Is free movement of labour good for breaking strikes?

Tuesday December 5 2017

Kenya-Tanzania border crossing in Namanga.

Kenya-Tanzania border crossing in Namanga. Kenya has allowed East Africans to live and work in the country without needing to apply for a work permit. PHOTO | NMG 

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On Tuesday, President Uhuru Kenyatta upped the East African game.

He announced that citizens from all African are now eligible to apply for visas on arrival in Kenya, a move made by Rwanda some years ago.

The clincher was the revelation that other East Africans would now need only an identity card to live and work in Kenya – and to live and work legally without first having to obtain a work permit in Kenya if married to a son or daughter of the soil.

Recently, Rwanda jumped into the deep end, announcing that all citizens from every country in the world could now get visas upon arrival.

It became the seventh country in the world to adopt that policy. Interestingly, of those countries, five are African – Seychelles, Madagascar, Togo, Mozambique, and Rwanda.

While many African countries still maintain primitive visa rules, especially for other Africans, there is a clutch of them who are world leaders.

There are many potential risks Rwanda and Kenya have opened themselves to, but the pay-offs are many more.

For the East African integration project, the Kenya announcement is the most radical since the collapse of the first EAC in 1977.

In the colonial period, and during EAC 1, what Kenya has done now was pretty much the everyday reality. As a young man, Uganda’s 1970s military dictator Idi Amin, was a soldier in the Kings African Rifles, where he had a reputation as an enforcer cracking stubborn Kenyan skulls.

One of our uncles worked all his life in Kenya as a policeman, and rose high in the ranks.

When we were little, if you had told us that you needed permission as a Ugandan to work and live in Kenya, we would have looked at you blankly.

Uhuru’s move is disruptive in many ways. With industrial action increasing in, particularly, Kenya and Uganda, in the long run Kenya could reduce labour disruptions if a significant section of its education or health services are staffed by other East Africans.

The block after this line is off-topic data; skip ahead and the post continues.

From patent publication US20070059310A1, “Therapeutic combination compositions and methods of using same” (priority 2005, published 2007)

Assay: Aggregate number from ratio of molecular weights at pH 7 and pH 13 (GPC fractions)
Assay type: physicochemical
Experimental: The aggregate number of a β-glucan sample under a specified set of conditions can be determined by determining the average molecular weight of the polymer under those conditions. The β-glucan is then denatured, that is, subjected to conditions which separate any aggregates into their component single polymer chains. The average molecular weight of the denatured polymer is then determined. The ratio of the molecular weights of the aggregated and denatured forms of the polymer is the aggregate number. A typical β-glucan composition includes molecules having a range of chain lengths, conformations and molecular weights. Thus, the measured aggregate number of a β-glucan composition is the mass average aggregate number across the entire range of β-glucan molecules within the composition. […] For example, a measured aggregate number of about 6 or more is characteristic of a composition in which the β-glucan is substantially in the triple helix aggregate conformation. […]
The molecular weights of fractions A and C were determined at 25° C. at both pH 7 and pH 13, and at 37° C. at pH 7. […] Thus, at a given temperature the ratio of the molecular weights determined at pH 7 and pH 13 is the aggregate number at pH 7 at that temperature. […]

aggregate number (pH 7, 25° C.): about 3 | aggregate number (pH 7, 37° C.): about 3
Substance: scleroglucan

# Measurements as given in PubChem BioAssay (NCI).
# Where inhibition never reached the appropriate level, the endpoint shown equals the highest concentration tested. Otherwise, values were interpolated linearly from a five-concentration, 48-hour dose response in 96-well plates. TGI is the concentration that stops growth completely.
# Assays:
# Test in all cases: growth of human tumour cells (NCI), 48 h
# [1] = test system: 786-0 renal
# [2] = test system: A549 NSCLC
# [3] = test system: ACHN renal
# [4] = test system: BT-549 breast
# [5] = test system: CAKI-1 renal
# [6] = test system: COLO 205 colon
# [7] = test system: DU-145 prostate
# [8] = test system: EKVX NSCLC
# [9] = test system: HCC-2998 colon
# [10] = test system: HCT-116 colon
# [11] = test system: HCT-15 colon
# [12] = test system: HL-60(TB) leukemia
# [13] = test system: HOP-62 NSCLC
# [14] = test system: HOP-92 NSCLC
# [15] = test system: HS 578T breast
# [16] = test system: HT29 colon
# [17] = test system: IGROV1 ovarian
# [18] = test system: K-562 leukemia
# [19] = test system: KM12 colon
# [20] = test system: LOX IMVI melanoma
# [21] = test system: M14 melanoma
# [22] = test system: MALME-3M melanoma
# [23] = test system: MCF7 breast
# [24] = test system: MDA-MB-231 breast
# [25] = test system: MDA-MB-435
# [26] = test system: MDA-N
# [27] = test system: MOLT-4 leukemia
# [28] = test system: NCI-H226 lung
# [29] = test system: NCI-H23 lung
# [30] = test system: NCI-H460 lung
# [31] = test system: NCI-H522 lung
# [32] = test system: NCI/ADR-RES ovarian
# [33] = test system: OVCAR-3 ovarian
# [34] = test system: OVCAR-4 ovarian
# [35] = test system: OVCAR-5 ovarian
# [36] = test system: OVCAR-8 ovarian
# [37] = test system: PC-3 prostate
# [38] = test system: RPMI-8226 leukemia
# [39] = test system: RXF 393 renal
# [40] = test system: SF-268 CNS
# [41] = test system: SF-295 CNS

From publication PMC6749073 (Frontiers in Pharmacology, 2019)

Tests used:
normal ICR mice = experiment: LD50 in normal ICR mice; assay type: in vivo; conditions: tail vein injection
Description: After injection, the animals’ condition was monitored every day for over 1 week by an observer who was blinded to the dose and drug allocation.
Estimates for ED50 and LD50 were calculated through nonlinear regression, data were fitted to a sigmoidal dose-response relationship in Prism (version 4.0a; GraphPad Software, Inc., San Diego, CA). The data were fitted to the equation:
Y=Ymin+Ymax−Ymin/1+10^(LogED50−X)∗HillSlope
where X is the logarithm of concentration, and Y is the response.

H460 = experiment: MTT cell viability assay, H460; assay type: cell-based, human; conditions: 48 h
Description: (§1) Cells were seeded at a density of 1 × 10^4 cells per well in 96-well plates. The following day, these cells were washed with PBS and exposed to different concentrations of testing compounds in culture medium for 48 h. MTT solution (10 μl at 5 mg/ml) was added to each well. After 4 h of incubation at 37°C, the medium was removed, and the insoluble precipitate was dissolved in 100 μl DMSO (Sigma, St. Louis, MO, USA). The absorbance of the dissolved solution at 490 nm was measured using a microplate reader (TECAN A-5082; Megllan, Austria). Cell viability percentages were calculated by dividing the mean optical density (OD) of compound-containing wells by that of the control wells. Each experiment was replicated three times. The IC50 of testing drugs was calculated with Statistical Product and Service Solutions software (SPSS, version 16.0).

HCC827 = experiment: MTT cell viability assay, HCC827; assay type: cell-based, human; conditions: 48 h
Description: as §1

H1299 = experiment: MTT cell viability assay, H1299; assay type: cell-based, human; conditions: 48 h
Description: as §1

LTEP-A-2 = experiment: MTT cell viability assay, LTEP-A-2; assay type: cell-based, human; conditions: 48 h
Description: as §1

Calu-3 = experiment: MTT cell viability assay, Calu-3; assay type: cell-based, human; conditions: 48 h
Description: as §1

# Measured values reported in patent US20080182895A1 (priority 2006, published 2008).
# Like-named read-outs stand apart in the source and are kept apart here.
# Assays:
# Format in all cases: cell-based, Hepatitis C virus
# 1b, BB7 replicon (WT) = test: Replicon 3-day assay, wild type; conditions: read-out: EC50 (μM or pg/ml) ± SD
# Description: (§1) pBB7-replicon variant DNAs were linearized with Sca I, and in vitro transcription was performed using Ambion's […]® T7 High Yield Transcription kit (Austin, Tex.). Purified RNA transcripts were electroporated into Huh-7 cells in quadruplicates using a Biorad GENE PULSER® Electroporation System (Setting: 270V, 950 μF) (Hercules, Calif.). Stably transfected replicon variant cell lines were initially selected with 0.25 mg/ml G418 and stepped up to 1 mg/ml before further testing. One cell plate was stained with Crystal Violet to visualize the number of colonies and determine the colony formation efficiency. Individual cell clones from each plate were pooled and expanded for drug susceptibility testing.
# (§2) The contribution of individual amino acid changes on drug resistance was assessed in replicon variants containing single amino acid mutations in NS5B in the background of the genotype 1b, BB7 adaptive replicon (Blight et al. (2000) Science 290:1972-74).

But it is in the economy that the jackpot will come. Business people and professionals with money – and corrupt politicians and bureaucrats who have stashed their cash under mattresses and want to invest it away from home – have had the barrier to moving it to Kenya reduced drastically.

A South Sudanese who thinks the madness in Juba is not about to end, or a Ugandan who feels the uncertainty brought on by President Yoweri Museveni’s president-for-life pursuit pose too big a threat to their fortune, could safely put it in real estate in Kenya, knowing their ability to become resident and manage this investment is no longer hostage to the renewal of a work or residence permit every two years.

At another level, this is a battle over conference tourism and business between Nairobi and Kigali, and also a play aimed to bolster their national airlines, Kenya Airways and RwandAir.

Rwanda had almost cornered the market, and one couldn’t but wonder why the rest of the EAC hadn’t woken up to the fact that a policy race to the top had been unleashed by Kigali. I am licking my chops, waiting for the next move. From Kampala?

Charles Onyango-Obbo is publisher of data visualiser Africapaedia and Rogue Chiefs. [email protected]